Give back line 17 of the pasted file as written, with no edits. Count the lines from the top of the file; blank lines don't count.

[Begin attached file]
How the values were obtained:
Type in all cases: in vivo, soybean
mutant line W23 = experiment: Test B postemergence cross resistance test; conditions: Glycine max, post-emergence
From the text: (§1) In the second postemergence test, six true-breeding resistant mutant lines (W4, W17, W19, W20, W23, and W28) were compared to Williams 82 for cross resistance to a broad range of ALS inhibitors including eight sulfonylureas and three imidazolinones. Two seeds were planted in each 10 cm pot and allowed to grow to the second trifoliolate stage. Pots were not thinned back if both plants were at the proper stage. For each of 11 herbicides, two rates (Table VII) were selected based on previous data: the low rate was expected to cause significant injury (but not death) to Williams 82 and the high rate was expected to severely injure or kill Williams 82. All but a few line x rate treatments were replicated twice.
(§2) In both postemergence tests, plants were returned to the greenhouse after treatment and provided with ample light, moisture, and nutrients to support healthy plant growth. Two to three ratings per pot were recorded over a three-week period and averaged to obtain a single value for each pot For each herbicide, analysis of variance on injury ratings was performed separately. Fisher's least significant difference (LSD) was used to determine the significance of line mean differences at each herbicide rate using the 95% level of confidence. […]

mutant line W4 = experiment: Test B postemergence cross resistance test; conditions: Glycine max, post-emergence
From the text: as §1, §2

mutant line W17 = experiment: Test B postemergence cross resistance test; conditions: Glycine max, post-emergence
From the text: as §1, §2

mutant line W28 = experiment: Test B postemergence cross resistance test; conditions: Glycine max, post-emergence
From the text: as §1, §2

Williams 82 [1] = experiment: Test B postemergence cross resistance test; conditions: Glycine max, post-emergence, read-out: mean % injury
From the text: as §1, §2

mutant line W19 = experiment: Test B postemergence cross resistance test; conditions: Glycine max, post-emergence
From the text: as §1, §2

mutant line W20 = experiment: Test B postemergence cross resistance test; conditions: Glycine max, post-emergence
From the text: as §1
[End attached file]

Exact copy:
From the text: as §1